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Sunday, August 14, 2016

Peruvian Adventure 2016 - Inca Trail Day 4 (Winaywayna to Machu Picchu)

A little before 3am, I awoke and began to wake Kari. We had a goal to break camp and be in line to enter as one of the first groups, obtaining a bench seat under the shelter while waiting for the doors to open at 5:30am. Everyone worked quickly to pack up and drink our hot drinks. Mariano packed us sack breakfasts to eat while waiting in line.

By golly, we made it! We got a seat and dropped our bags before going back to brush our teeth and use the bathroom. Super pumped! Especially as we saw groups arriving later standing or sitting in the dirt for the 1.5 hours of waiting.

Finally, the gate opened at 5:30am, and we approached the control. Christian signed us in, and we began our hour long hike to the sun gate, Intipunku. It was still a little dark at the start, so we walked with our headlamps.

Before long, we caught the group in front of us, creating a long single file line weaving through the cloud forest on our way to Machu Picchu. During the Inca times, Machu Picchu was considered the most sacred place in all of the Inca empire and territory. People from all over the world made the pilgrimage at least once in their life. Now, we were following in their footsteps! Pretty cool!

As we arrived at Intipunku, the sun gate, the clouds were so thick that we could not see anything in the valley below. We waited with the other groups until the sun rose to see it shine through the sun gate before hiking the remaining 20 minutes down to Machu Picchu. Along the way, Christian stopped us at a couple spots that were sacred to explain some of the history.

When we arrived at Machu Picchu, the crowds were already growing. We took a few photos before checking most of our bags. I kept mine to carry water and snacks for the group. We also took some time to use the toilet services before heading back in to tour Machu Picchu. These were the best since we left Cusco by far!

Words cannot really do Machu Picchu justice. It was much larger than any other Inca site we had seen and in remarkable condition. What is even more remarkable is that not only was it lost to the world for about 400 years, but it survived two major earthquakes in Peru while staying intact. Incredible!

Even with the cloud cover, we were in awe of the beauty of Machu Picchu. Having Christian as a guide was a real blessing. He showed us around the Temple of the Sun, the king's house, and a few sacred areas while explaining how Machu Picchu was created, the purpose it served, and how it was discovered. You could really hear the passion in his voice as he taught us about the Inca people.

We toured Machu Picchu with Christian for about 2 hours as he guided us to the entrance of Huayna Picchu Mountain for our hike up at 10am. Before he left us, he gave us our bus tickets to Aguas Calientes and instruction on how to meet him for lunch. Then we just waited at the gate to Montaña Wayna Picchu until we were allowed to begin.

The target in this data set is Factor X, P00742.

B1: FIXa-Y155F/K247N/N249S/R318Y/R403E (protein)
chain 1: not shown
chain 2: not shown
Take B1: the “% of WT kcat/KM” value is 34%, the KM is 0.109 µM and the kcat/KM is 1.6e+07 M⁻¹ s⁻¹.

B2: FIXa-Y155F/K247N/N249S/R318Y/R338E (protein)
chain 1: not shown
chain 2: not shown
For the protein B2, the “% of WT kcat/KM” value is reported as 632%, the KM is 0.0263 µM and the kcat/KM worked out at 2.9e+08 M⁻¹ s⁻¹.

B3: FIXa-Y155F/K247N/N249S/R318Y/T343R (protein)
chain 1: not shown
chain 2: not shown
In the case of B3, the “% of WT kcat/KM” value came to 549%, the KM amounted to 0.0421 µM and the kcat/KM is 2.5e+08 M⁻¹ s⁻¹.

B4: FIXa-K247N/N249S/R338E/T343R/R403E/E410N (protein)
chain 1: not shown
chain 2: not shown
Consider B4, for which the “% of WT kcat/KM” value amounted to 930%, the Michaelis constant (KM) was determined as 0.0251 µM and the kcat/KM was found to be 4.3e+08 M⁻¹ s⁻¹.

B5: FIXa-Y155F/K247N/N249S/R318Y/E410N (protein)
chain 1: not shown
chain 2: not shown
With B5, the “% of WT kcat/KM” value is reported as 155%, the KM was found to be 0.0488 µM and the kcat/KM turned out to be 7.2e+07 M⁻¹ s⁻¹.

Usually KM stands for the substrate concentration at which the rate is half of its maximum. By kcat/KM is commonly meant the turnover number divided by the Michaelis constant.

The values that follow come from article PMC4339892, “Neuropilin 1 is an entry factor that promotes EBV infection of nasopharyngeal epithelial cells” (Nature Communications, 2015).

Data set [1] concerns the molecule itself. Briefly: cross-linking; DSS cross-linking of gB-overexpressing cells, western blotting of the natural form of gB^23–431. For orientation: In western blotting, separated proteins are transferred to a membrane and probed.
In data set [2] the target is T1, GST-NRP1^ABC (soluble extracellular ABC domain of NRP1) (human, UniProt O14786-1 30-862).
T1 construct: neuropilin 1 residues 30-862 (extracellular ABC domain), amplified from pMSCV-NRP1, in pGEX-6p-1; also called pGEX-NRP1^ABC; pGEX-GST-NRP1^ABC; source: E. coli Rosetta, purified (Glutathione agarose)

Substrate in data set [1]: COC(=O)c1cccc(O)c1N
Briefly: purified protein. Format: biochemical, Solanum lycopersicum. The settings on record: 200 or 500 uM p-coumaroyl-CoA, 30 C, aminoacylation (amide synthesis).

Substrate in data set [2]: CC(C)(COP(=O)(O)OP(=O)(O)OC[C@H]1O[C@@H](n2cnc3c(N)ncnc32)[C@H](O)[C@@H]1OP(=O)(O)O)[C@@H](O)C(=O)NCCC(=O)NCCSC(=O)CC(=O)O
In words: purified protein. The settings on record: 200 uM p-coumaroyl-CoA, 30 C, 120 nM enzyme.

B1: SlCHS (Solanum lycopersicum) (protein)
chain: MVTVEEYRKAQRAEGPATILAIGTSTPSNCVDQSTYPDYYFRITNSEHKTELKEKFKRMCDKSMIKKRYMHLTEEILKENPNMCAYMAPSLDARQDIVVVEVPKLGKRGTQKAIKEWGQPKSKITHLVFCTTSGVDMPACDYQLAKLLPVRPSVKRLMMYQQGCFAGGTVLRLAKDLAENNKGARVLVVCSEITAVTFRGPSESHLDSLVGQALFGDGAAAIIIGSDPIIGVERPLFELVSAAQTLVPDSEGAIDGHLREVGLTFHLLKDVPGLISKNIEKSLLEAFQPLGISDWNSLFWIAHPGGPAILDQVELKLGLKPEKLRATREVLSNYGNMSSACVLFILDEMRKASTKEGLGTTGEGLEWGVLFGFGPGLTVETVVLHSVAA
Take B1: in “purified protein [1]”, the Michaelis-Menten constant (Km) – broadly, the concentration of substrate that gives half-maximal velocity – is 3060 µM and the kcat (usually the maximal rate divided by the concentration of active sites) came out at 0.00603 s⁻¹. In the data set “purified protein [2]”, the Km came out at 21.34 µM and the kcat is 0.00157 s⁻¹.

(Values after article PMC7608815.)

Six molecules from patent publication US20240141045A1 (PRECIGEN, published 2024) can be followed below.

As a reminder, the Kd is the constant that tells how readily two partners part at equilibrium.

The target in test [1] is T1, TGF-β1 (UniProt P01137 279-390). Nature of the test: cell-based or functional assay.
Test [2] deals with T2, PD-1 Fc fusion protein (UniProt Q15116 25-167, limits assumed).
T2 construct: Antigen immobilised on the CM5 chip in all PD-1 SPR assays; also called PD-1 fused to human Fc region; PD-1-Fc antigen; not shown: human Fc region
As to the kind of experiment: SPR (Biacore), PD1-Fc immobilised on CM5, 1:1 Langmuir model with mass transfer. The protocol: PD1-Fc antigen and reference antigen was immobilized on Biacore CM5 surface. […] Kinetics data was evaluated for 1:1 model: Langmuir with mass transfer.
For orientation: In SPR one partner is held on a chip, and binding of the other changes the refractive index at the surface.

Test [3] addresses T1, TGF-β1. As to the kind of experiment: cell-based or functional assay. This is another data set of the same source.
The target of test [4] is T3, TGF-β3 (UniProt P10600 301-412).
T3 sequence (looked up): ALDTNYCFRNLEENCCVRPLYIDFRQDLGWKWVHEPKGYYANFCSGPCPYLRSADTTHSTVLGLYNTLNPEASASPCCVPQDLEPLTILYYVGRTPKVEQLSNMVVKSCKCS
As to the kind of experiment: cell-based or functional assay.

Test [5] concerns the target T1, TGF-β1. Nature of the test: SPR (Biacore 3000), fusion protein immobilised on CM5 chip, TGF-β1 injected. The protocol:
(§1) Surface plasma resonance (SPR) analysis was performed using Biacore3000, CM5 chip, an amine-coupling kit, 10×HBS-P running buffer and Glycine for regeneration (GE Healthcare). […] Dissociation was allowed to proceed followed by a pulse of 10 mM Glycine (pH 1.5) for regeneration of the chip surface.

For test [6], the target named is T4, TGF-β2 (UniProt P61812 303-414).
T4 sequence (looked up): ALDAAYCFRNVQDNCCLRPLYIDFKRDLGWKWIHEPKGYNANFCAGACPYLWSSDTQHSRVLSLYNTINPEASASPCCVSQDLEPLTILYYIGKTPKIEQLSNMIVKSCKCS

The rangers only allow 400 people to climb Wayna Picchu on a daily basis. We had heard stories of how dangerous it was, especially when wet, so we were all a little nervous. Our plan was to approach it like all other aspects of the Inca Trail and tackle it together.

For the first half or so of the climb, we were really questioning why people thought it was treacherous. It seemed like any other part of the Inca Trail. Then we hit it. The climb pitched steeply up, with some very narrow sections. We had to pause occasionally to let traffic come down as we were going up. Thankfully, there were some cables to use to help pull yourself up and small areas to stand out of the way of other hikers.

In about 45 minutes, we made it up the 250m of elevation gain and were at the top. The clouds occasionally parted, so we could see Machu Picchu and the valley below. It was really pretty; a spectacular view. As we continued to explore the top, we found a really small cave that I struggled to wedge myself through. I had to take off my backpack and camera to hand up to Kari, since this was the only way and the only way I was going to fit. Yikes! Yet another reminder that the Incas were not a large people!

We hung out at the top for a bit taking photos, enjoying a snack, and the views, before heading down. Down was a little sketchy, compared to up. Thankfully, we all managed to make it down safely.

Back in Machu Picchu, we explored the remaining parts Christian mentioned but ran out of time to show us. In particular, we explored Tres Portadas and Tempulo de Condor, the Three Doorways and the Temple of the Condor, respectively. We posed as condors in the Temple of the Condor. At that time, the rain started to pick up from a slight drizzle to more of a down pour. We joined the mass exodus out of Machu Picchu, reclaimed our bags, stamped our passports, and got in line for the bus.

After about 30 minutes of waiting in the rain, we finally boarded the bus to Aguas Calientes, where we met Christian for lunch at El Chasqui. Lunch was ok; we were more pumped about getting dry and warm.

When it was close to the time our train was boarding, we headed over to the train station, passing a beautiful statue of Pachacuti, a puma, and a condor. The train ride was nice as we chatted with Hannah and Brenna for the 1.5 hour ride to Ollantaytambo to meet our transport back to Cusco.

We were dropped off at our hotel in Cusco, the JW Marriott El Convento Cusco, and said our goodbyes. The first thing we did when we got in the room was shower. Boy, did that feel good!

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